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Sports, grades: a debate

A plan in Butte Falls to require athletes to keep a C average proves divisive, so the sides battle it out with words

BUTTE FALLS ' A proposal to raise the academic bar has proved a higher leap than many student athletes are willing to make.

The policy change that would require athletes to maintain at least a C average to stay in sports has polarized students, parents and faculty.

Not shy about controversy, the new superintendent, Steve Pine, decided to hold a debate Wednesday in front of 100 community members to help resolve the dispute.

With 23 percent of the students failing one or more classes, Pine warned parents that if the school doesn't improve academically, then eventually, this will result in the state taking over our school.

Pine offered to allow two panels made up of teachers and students to debate the pros and cons of tying athletics to grades.

This isn't the first time Pine's policies have created controversy among students, who say he is strict. Earlier, he replaced the soda machine with a juice machine, and he no longer allows eating except during lunch periods.

Mr. Pine has come in and changed almost everything. He's coming in and stepping on people's toes, said senior Trevor Hersom, one of about a dozen student protesters outside the debate.

While the joke among students is that Butte Falls High has turned into a military school, Trevor admitted, Last year was way too loose.

So loose, said teacher Dianne Gorman, that of the 81 high school students, 19 are failing one or more classes, and the school is not doing well on state test scores.

Of the failing students, nine are athletes, including some star athletes.

What Pine and some teachers are proposing is to change the policy so that students have to get at least a C to play sports or participate in extracurricular activities.

Previously, students could participate in sports if they had one or more D's.

Teacher Marcia Warren said, A D is substandard, yet we're accepting it when we're allowing it to be the standard of eligibility.

We need to raise that standard so we're matching what's going on in our classrooms as to what's going on in our teams.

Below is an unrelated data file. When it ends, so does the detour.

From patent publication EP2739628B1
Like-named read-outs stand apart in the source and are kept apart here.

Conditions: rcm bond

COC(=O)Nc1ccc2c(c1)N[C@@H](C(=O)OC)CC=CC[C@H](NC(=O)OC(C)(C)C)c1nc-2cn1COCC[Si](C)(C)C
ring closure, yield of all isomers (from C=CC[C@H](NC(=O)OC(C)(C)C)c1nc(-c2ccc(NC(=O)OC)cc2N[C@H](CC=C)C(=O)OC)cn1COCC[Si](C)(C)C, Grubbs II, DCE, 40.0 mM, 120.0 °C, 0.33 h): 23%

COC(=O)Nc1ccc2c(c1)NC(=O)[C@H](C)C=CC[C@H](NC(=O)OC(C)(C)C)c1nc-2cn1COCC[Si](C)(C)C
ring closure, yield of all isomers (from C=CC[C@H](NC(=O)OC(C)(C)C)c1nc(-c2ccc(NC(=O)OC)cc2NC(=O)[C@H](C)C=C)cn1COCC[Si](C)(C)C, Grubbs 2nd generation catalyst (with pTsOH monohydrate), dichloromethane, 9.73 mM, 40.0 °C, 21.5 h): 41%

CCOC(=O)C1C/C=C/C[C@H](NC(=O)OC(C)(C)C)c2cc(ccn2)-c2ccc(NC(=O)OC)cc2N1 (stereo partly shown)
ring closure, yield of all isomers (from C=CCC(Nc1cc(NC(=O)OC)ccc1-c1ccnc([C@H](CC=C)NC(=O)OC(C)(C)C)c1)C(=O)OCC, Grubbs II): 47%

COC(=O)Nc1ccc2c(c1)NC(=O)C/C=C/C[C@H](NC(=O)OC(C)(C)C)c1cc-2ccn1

Another teacher, Mardell Smith, said, It's not too much to ask to get a C average.

Amanda Newby, student body vice president, countered, What about students who are not mentally able to be as good at academics as they are at athletics?

In a compromise gesture, Amanda urged the school to slowly work up to the new standards to give students time to get used to them.

Senior Michael Hanson said, You're taking away all the incentives for the students to try and bring their grades back up.

Michael didn't see how penalizing a student by taking away extracurricular activities would encourage him to do better in class.

Health teacher Michael Harrington agreed that the academic bar needs to be raised, but said, We're ready to raise the bar slightly and if we need to, raise the bar higher later.

Pine will meet with student body president Josh Wetzel today to discuss the debate, expecting to reach a compromise over the policy.

Pine and other teachers said most students could complete their homework during class time, if they used their time wisely.

You just have to stay awake, listen to your teacher, engage in discussions, use your time wisely and you will not fall below a C, said Pine.

From left, Butte Falls High School students Amanda Newby, Chris Copeland and Michael Hanson and teacher Michael Harrington formed the team that was concerned about raising standards for student athletes during a debate Wednesday in Butte Falls. Click the photo to see a larger (42k) version. Mail Tribune / Jim Craven - Mail Tribune Jim Craven